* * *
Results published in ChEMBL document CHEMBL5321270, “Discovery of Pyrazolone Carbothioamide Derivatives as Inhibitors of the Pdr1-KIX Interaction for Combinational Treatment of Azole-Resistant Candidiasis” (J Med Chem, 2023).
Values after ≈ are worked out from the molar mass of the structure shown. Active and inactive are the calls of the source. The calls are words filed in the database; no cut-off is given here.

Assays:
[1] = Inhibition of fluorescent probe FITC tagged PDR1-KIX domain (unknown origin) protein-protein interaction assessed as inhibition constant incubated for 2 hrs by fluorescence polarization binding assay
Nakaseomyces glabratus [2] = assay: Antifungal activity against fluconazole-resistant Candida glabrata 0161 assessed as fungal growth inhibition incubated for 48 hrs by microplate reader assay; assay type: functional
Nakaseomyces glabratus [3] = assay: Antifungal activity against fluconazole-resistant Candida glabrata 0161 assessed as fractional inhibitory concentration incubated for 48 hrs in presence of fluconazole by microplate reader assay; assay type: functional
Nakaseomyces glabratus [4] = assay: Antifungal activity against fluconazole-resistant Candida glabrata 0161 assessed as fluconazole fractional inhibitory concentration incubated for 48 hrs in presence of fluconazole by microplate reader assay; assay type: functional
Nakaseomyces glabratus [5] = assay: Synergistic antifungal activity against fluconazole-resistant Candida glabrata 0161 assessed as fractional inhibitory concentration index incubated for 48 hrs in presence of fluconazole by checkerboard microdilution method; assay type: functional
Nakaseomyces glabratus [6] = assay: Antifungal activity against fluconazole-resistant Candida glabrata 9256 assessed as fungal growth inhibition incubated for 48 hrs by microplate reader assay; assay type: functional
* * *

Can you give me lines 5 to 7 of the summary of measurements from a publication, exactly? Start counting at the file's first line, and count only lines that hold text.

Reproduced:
Nakaseomyces glabratus [2] = assay: Antifungal activity against fluconazole-resistant Candida glabrata 0161 assessed as fungal growth inhibition incubated for 48 hrs by microplate reader assay; assay type: functional
Nakaseomyces glabratus [3] = assay: Antifungal activity against fluconazole-resistant Candida glabrata 0161 assessed as fractional inhibitory concentration incubated for 48 hrs in presence of fluconazole by microplate reader assay; assay type: functional
Nakaseomyces glabratus [4] = assay: Antifungal activity against fluconazole-resistant Candida glabrata 0161 assessed as fluconazole fractional inhibitory concentration incubated for 48 hrs in presence of fluconazole by microplate reader assay; assay type: functional